"Everything good? Like what?" he asked slowly. For a split second, I was tempted to list all his most loathed foods. "Oh, don't worry, honey, I just threw beets, mushrooms, cottage cheese, crappy chocolate, and mango into a pumpkin and let her bake." Instead I told him the truth: bread and cheese and bacon, lots of garlic and scallions and cream. "Oh," he said. "That is all good."
Boy, was it ever! It's the comfiest of comfort foods.
Matt wants to serve this with Thanksgiving dinner. If I had two ovens, I'd agree. I don't see any workable way to cook this and a turkey and have them both be finished at the same time. I'll definitely be serving this during Thanksgiving week, though. In fact, I may be serving this once every week while pumpkins are in season.
Dorie says it's better to eat this fresh than to have leftovers. Perhaps that's true, but the leftovers are still pretty damn good.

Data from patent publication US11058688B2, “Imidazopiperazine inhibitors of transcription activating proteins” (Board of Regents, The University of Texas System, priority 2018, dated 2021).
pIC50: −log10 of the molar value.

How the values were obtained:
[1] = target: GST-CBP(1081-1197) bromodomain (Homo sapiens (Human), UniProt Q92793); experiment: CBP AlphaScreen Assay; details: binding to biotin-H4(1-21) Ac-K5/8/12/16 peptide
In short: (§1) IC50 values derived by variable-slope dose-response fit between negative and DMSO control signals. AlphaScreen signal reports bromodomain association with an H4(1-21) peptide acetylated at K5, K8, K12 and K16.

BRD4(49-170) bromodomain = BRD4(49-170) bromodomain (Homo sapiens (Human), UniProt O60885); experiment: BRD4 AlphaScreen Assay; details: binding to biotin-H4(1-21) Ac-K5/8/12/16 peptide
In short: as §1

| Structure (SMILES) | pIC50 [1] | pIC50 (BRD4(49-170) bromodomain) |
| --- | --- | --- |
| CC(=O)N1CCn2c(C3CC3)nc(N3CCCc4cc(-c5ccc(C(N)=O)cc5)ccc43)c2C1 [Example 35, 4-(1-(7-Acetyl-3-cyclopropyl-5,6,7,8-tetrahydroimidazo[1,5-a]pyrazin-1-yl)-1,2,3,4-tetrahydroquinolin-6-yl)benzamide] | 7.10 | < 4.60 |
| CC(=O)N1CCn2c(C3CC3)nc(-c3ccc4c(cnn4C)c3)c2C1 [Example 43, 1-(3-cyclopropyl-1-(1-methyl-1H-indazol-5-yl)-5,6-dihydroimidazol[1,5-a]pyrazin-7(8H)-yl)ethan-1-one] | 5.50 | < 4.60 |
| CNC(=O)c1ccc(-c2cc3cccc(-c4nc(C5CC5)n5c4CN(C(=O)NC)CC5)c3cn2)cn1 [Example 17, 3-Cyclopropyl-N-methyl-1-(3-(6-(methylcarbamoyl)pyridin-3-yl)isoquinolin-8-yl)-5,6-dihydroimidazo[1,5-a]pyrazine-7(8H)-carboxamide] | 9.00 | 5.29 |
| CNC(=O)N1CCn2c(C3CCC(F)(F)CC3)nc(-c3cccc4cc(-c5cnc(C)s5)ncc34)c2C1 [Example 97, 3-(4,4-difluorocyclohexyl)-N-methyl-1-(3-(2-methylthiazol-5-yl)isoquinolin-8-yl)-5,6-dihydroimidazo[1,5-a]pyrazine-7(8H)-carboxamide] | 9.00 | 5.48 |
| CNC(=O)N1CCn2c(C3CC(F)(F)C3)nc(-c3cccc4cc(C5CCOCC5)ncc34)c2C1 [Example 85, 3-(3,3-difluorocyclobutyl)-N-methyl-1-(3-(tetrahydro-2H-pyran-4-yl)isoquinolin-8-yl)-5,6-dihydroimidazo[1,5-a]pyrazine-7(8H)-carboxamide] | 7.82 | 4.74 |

Conclusion: LOVE IT.
For book club last night, I baked Lime-Marshmallow Pie (pg 77 of Ready for Dessert). It was good, but there were a number of things I would change about it. For one thing, three tablespoons of melted butter was not enough to moisten 1.5 cups of graham cracker crumbs. It looked dry to me, but I thought maybe when I pre-baked the crust, the butter would melt and fuse the crumbs together, so I didn't add more. In the finished product, there was a thick layer of loose graham cracker crumbs under the pie.
|It looked so pretty before I cut it.|
The marshmallow topping tasted good (homemade marshmallows always do, though, don't they?), but it was extraordinarily difficult to slice. Between the un-crusty crust, the invisible custard, and the way the marshmallow stuck to the knife, these slices win no awards for presentation.